Thinking About Ourself In The Third Person Helps Us Manage Emotions

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Usually, our mental self-talk involves first-person, or “I” thoughts, such as, “Why am I so anxious?”

Now, research suggests we might have more control over our emotions by thinking about our self in the third-person. For instance, someone named David would think, “Why is David so anxious?”

“Essentially, we think referring to yourself in the third person leads people to think about themselves more similar to how they think about others, and you can see evidence for this in the brain,” said Jason Moser, Michigan State University associate professor of psychology. “That helps people gain a tiny bit of psychological distance from their experiences, which can often be useful for regulating emotions.”

In a Michigan State study, participants’ brain activity was monitored while they viewed disturbing photos (e.g., people holding a gun to their heads) and reacted in both the first, and third person. The participants emotional brain activity diminished within a second when referring to themselves in the third person.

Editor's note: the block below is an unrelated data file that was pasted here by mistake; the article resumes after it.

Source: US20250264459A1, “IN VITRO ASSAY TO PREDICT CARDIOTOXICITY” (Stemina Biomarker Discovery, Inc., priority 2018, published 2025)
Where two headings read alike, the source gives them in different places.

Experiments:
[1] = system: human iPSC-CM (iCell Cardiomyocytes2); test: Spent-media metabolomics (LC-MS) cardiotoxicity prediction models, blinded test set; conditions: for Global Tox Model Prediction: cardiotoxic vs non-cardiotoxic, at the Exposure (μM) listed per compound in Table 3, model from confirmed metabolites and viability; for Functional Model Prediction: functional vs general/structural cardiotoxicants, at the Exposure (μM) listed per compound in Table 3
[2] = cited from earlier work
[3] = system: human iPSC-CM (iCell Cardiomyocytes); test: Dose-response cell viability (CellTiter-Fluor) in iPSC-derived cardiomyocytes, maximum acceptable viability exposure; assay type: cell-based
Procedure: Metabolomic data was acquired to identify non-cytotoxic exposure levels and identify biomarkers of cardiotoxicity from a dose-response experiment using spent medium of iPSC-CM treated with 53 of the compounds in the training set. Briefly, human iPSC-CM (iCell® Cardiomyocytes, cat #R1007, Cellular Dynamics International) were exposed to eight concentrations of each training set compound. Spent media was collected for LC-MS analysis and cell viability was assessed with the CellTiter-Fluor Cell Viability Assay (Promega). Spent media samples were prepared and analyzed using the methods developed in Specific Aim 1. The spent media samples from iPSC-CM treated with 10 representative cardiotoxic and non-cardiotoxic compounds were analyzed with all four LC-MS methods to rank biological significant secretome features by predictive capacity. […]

Further, the researchers found that using third-person thinking required no more brain activity, or mental effort than using first-person thinking, making it an excellent on-the-go method for emotional regulation.

In a separate University of Michigan experiment, participants reminisced about painful past experiences using both first, and third person language as their brain activity was monitored. When using third person self-talk, the subjects showed less brain activity in an area associated with thinking about distressing emotional events. Again, this suggests third person self-talk enhances emotional management.

These researchers also found that third-person thinking requires no more brain energy than thinking in the first-person.

“What's really exciting here is that the brain data from these two complimentary experiments suggest that third-person self-talk may constitute a relatively effortless form of emotion regulation,” says researcher Ethan Kross, a University of Michigan psychology professor.

“If this ends up being true - we won't know until more research is done - there are lots of important implications these findings have for our basic understanding of how self-control works, and for how to help people control their emotions in daily life.”

Source: Michigan State University
Photo credit: Yudis Asnar

 
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